/Carlson was acting on the belief that aviary staff told people she refused to take the nonexistent test, among other things. Worried about her reputation, she warned Brown that he was slandering her. Carlson also believes the implication is that the rehab program was a casualty of poor finances that could be helped with the bond passage.

n

Brown, however, holds the line that the rehab program was simply too risky to continue—even though there had never been a complaint. “Being the permit-holder, we have a responsibility to provide a level of oversight, which we haven’t been doing,” he says. “They invest their souls; they’ve spent time and money to go to remote houses to accommodate injured birds. I’m saddened by where we’ve arrived, but if we are responsible for them, you should have some institutional procedures. We have so much to do here that we have to prioritize our time, and spending time with rehabbers doesn’t meet our top priorities.”

n

The aviary has been 70 percent complete for years, and Brown is firm that piecemeal reconstruction won’t happen. Bad for the birds; bad for the visitors.

n

Meanwhile, birds are still hitting widows, being shot, landing in sludge ponds and being electrocuted in Salt Lake County. The Ogden Nature Center is taking most of the cases, as the nearest facility with a permit to care for injured birds.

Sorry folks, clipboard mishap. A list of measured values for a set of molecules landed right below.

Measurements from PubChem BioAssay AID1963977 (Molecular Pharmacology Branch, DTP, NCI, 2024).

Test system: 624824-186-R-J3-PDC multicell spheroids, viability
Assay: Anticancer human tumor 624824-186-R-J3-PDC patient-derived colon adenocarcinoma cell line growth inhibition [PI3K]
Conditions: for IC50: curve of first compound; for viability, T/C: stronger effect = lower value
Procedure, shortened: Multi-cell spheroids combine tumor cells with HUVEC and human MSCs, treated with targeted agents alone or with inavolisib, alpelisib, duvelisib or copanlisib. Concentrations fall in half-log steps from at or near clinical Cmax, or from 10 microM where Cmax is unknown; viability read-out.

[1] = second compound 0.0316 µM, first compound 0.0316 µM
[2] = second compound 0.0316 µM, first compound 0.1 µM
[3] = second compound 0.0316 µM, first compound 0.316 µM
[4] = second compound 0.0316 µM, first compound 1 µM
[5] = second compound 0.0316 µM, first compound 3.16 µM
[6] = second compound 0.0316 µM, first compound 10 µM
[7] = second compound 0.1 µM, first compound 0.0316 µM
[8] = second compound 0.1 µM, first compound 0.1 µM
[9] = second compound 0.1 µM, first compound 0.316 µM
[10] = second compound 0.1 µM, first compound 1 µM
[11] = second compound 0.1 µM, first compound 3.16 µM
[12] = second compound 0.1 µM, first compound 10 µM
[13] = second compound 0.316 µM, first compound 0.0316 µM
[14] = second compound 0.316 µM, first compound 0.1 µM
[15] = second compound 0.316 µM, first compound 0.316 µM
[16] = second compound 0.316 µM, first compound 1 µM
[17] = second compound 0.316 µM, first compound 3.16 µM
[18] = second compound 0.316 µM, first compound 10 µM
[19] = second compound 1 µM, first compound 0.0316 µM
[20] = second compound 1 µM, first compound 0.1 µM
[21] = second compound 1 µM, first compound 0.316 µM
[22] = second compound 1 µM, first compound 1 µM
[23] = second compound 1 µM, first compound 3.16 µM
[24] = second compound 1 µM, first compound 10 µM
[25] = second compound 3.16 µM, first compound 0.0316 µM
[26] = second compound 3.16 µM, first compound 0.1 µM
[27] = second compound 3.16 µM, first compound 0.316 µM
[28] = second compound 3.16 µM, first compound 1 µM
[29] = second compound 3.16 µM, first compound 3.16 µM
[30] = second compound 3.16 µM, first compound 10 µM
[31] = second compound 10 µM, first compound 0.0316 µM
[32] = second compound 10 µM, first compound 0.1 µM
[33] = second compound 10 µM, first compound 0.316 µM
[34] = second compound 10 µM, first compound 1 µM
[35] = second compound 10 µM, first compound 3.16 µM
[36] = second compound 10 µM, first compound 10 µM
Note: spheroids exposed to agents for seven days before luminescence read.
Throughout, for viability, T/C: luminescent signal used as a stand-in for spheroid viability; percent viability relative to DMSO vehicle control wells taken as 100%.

n

“Now we have a massive influx of people from the Salt Lake Valley, says DaLyn Erickson, the center’s wildlife specialist. “It’s about doubled our numbers. We’re a small nonprofit rehab facility, and there’s not a lot of funding for that.”

n

Volunteers are trying to step in, she says. Still, it is illegal to transport even a little finch without a permit. Owen Hogle, owner of the Wild Bird Center in Holladay, called Brown at the aviary to make a personal appeal for the terminated rehabbers. “I felt this decision was handled very poorly,” Hogle says. “If they had set a timeline so Candy and Tazia could prepare, they could have handled this so much better.”

n

The Wild Bird Center gets 10 to 12 calls a week from people with injured birds, Hogle says. That’s just a fraction of the total number of bird injuries, however: Multiplied throughout the valley, that number would be huge.

n

Hogle himself has been trying to come up with some alternatives, as have other organizations.

n